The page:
Dive into ErLang

I recently had a chance to learn Erlang. In the beginning, it was quite hard to find a good book or tutorial that gave a clear idea of the language and the best practices. Hoping this blog can help someone who wants to get started.

As I began, it started to strike me that modern languages like Go, Ruby, Javascript have parts which have some similarity with Erlang. The parts include concurrency aspects w.r.t. passing messages using channels in Golang, the way functions  return results of last executed expression in Ruby and first class functions in Golang/Javascript.

Erlang’s history revolves around telecom industry. It has been known for concurrency using light-weight processes, fault-tolerance, hot loading of code in production environments etc. The Open Telecom Platform (OTP) is another key aspect of Erlang which provides the framework for distributed computing and all other aspects mentioned above.

Some key points to keep in mind,

  • Values are immutable
  • Assignment operator (=) and functions work based on pattern matching
  • No iterative statements like for, while, do..while.. etc. recursive functions serve the purpose
  • Lists, Tuples (records – a hack using tuples) are very important data structures
  • If, Case.. Of.. are the conditional blocks
  • Guards are additional pattern matching clauses used with functions and Case.. Of..
  • Every expression should return a value and last expression in a function automatically returns the result
  • Functions are first class citizens
  • Usage of punctuations ‘; , .’ etc. (one can relate this to indentation requirements in python)

Lets gets started with some code samples,

% Execute this from erlang shell. erl is the command
> N = 10.
10
%% The above statement compares N with 10 and binds N with 10 if its unbound. If its already bound with some other value, exception is thrown.

%% Tuple
> Point = {5, 6}
{5,6}

%% List
> L = [2, 5, 6, 7].
[2, 5, 6, 7]

%% Extracting Head and Tail from List is key for List processing/transformations
> [H|T] = [2, 5, 6, 7].
>H.
2
>T.
[5, 6, 7]

%% List comprehensions
> Even = [E || E <- L, E rem 2 =:= 0].
[2,6]

Lets take a look at the simple functions,

helloworld () -> hello_world.

The simple function will return hello_world, a constant string – atom. Lets have a look at a recursive function,

%% Factorial of N
factorial (N) when N =:= 0 -> 1;
factorial (N) -> N * factorial(N-1).

%% Tail recursion
tail_factorial (N) -> tail_factorial(N, 1).
tail_factorial (0, Acc) -> Acc;
tail_factorial (N, Acc) -> tail_factorial (N-1, Acc * N).

The factorial functions demonstrate how Erlang does pattern matching on function parameters, usage of  Guard (‘when’ clause), punctuations. We could have also written the statement as ‘factorial(0) -> 1;’ .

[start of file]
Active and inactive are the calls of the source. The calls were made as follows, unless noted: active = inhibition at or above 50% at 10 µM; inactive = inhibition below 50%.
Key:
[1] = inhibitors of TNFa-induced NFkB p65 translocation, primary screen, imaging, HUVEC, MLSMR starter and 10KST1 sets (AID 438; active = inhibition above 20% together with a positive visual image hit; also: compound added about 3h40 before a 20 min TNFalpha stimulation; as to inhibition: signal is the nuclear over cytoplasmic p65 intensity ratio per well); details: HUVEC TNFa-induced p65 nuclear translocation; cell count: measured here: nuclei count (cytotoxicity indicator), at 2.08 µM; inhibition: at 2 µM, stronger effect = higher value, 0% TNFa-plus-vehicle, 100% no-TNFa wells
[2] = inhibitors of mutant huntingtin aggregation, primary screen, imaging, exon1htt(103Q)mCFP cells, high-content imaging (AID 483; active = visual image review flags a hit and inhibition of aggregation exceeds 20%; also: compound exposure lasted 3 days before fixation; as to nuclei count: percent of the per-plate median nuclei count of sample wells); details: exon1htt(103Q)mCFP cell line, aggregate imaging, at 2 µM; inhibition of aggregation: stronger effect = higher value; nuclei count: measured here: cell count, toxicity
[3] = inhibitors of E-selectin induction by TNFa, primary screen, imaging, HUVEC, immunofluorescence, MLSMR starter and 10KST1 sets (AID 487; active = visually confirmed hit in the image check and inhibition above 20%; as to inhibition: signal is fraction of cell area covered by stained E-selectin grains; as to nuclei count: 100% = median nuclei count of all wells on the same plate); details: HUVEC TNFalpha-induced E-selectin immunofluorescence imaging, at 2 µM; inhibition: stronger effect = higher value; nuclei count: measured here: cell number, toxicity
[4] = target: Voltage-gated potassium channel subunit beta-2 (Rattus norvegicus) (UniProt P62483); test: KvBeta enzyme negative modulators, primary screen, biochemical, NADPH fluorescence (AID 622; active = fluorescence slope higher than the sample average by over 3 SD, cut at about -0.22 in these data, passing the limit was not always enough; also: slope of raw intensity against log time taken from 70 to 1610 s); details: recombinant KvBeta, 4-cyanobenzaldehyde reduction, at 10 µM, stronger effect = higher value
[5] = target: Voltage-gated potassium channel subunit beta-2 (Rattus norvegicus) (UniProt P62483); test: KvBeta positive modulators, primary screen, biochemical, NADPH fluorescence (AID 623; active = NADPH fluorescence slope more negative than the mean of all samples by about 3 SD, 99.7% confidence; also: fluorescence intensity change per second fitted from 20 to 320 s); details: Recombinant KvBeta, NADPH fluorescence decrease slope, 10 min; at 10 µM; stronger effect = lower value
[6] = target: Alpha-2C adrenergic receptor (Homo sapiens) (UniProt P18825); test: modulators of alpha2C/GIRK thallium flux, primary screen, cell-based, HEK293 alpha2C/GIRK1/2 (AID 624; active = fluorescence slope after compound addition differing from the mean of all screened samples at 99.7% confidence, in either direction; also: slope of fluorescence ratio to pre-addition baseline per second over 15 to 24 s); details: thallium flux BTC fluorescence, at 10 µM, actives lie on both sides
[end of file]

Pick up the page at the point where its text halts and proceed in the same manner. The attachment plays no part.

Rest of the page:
The second version tail_factorial demonstrates the optimized version using tail recursion to simulate the iterative method. In this method Erlang would remove the previous stack frames using Last Call Optimization (LCO). It is important to understand both techniques as recursion is used quite extensively.

Erlang has the following data types – atom, number, boolean (based on atom), strings and binary data. atom’s occupy more space and its better to using binary data type for strings of larger sizes.

Other builtin data structures are queues, ordsets, sets, gb_trees . Error, Throw, Exit, Try.. Of .. Catch statements provide the exception handling capabilities.

The most interesting part of the language is about spawning light weight processes and passing messages between them,

– module (dolphin-server).
%% API
– export ([dolphin_handler/0]).
dolphin_handler() ->
  receive
         do_a_flip ->
               io:format (“How about no ? ~n”);
          fish ->
io:format (“So long and thanks for the fish! ~n”);
          _ ->
               io:format (“we’re smarter than you humans 😉 ~n”);
     end,
     dolphin_handler().
%% From shell, compile dolphin-server module

>c(‘dolphin-server’).

%% Spawns a new process
> Dolphin = spawn (‘dolphin-server’, dolphin_handler, []).

<0.124.0> %% process id of the newly spawned process

%% Now start passing messages!!

> Dolphin ! fish.
So long and thanks for the fish!
>Dolphin ! “blah blah”
we’re smarter than you humans 😉
This demonstrates the compilation of dolphin-server module, spawning of the dolphin-server as a separate process and communicating to the process using messages.
Further to passing messages, erlang provides capabilities around linking multiple processes, passing references for reliability, policies around restarting processes as a group/single etc.

Open Telecom Platform (OTP)

While it is interesting to write all the boiler plate code for spawning and communicating with multiple processes, Erlang makes it easy for by providing all these generic pieces of functionality as behaviour modules in OTP framework.
OTP design principles define how to structure Erlang code in the form of processes, modules and directories.
The following are the behavior modules,
  • gen_server – for implementing server side piece in client/server
  • supervisor – for implementing a supervisor in a supervisor tree. It takes care of the details regarding restarting of processes, fault-tolerance etc.
  • gen_event – for implementing event handling functionality
  • gen_statem – for implementing state machines

https://learnyousomeerlang.com/contents is one of the best online books for understanding how to use Erlang,  best practices while building an application which is production ready.  Its good to take pauses and move with book as its quite exhaustive, but wonderfully written 🙂

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